Daniel Yergin: How Privatization Saved Russian Oil

by David Bier on December 7, 2011

in Blog

In Monday’s excerpt, Julian Simon argued that pollution has been in steady decline and living standards have improved over time if you include the ancient pollutants like bacteria and viruses spread by polluted water. In Tuesday’s post, Wilfred Beckerman echoed the point. He argued that economic development improves standards of living, even today. Today’s post from Daniel Yergin’s new book The Quest: Energy, Security, and the Remaking of the Modern World demonstrates how the post-Soviet Russian state rediscovered energy privatization and market forces improved the lives of average Russians.

Natural resources–particularly oil and natural gas–were as critical to the new Russian state as they had been to the former Soviet Union. By the middle 1990s, oil export revenues accounted for as much as two thirds of the Russian government’s hard currency earnings…. Yet the oil sector was swept up in the same anarchy as the rest of the economy. Workers, who were not being paid, went on strike, shutting down the oil fields. Production and supply across the country were disrupted. Oil was being commandeered or stolen and sold for hard currency in the West.

No one even knew who really owned the oil. Individual production organizations in various parts of West Siberia and elsewhere were busily trying to go into business for themselves. The industry was suddenly being run by “nearly 2000 uncoordinated associations, enterprises, and organizations belonging to the former Soviet industry ministry.” Amid such disruption and starved for investment, Russian oil output started to slip, and then collapse. In little more than half a decade, Russian production plummeted by almost 50 percent–an astonishing loss of more than 5 million barrels a day.

One person with clearly thought-through ideas about what to do was Vagit Alekperov… deputy oil minister. On trips to the West, Alekperov visited a number of petroleum companies. He saw a dramatically different way of operating an oil business. “It was a revelation,” he said. “Here was a type of organization that was flexible and capable, a company that was tackling all the issues at the same time–exploration, production, and engineering–and everybody pursuing the common goal, and not each branch operating separately.”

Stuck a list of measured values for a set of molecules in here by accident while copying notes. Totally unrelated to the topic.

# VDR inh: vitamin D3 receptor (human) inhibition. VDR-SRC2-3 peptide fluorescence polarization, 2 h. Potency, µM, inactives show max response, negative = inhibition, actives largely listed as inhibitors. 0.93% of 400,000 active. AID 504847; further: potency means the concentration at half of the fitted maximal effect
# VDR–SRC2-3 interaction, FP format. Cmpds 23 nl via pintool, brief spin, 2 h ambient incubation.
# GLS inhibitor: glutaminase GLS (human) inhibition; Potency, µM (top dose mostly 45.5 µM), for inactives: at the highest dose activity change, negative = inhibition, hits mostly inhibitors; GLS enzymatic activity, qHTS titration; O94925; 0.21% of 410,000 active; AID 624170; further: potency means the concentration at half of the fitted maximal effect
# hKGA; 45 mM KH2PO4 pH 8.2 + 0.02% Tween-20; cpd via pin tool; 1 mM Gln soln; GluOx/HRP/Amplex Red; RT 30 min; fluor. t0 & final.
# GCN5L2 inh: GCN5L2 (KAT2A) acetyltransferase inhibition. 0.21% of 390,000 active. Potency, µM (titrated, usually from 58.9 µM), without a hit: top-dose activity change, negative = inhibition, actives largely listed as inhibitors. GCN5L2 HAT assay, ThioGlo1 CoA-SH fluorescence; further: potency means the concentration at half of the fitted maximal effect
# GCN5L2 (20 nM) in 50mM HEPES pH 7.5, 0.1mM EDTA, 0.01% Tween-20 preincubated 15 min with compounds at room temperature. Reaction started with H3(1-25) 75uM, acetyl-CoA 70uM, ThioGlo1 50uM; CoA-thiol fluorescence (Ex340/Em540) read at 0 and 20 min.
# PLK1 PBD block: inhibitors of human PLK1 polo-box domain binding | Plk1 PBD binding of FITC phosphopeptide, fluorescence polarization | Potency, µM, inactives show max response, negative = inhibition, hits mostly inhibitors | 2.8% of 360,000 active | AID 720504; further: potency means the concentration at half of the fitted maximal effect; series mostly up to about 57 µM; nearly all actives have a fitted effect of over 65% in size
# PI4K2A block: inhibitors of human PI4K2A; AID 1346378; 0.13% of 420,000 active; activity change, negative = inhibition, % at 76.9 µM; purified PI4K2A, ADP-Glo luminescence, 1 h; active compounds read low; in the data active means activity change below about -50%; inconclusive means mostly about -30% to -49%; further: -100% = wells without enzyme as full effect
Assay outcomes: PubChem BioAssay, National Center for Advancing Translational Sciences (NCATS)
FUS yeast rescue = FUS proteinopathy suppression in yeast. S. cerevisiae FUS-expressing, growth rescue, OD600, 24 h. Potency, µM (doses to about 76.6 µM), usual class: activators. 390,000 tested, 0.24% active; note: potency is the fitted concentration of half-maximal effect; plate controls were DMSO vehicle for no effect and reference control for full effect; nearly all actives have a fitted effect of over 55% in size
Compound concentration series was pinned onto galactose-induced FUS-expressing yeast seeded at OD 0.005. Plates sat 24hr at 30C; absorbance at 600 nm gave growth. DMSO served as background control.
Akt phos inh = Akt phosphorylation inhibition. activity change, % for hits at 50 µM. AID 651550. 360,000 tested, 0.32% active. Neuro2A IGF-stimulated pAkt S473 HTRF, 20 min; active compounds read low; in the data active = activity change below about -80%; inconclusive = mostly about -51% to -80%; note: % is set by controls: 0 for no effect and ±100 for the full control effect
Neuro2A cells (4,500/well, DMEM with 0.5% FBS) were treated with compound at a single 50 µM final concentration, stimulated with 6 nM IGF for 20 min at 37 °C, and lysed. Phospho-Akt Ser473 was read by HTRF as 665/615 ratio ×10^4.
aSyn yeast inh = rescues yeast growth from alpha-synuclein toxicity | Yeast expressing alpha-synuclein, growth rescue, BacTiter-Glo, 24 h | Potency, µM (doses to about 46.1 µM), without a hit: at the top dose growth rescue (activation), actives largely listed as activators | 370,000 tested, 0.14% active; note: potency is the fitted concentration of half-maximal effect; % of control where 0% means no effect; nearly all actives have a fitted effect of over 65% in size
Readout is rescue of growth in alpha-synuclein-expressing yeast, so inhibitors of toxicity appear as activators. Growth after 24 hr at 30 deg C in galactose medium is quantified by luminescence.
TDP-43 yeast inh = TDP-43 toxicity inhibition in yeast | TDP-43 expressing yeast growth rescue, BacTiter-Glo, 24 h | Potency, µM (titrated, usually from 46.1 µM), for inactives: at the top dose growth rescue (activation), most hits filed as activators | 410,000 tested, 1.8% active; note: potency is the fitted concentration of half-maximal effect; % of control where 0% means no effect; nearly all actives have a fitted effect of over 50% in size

He came back to Moscow convinced that the typical organization found in the rest of the world–vertically integrated companies with exploration and production, refining and marketing all in one company–was the way to organize a modern oil industry. Prior to the collapse of the Soviet Union, his efforts to promote a vertically integrated state-owned oil company were rebuffed. Opponents accused him of “destroying the oil sector.” he tried again after Russia became an independent state. For to stay with the existing setup, he said, would result in chaos.

In November 1992, President Yeltsin adopted this approach in Decree 1403 on privatization in the oil industry… Overall, by 1998, within six years of the collapse of the Soviet Union, the Russian oil industry had gone from a system run by a series of ministries and subordinated to central planning to a system of large vertically integrated companies, organized, at least in rough outline, similarly to the traditional companies in the West. During these years, they all operated largely autonomously from the state. Eventually the Russian Federation would have five large energy companies, each of whose oil reserves were comparable to the size of the largest western majors.

The development of these companies was more than just a wholesale reconstruction of the Russian oil industry. It also brought visible changes in the larger cities. In Soviet times, those few lucky enough to own automobiles had to search out the rare and hard-to-find dingy service stations on the outskirts of the city. But now new, modern service stations were springing up at intersections and alongside the highways, bedecked with shiny corporate logos–Lukoil, Yukos, Surgut, TNK, and a number others. The stations came equipped not only with high octane gasoline of dependable quality, but also in many cases things that people never expected to see, like convenience stores and, even more remarkable, automatic car washes. All of that would also have been unimaginable in Soviet times.

(excerpted from Chapter 1, pages 26-28, 32)

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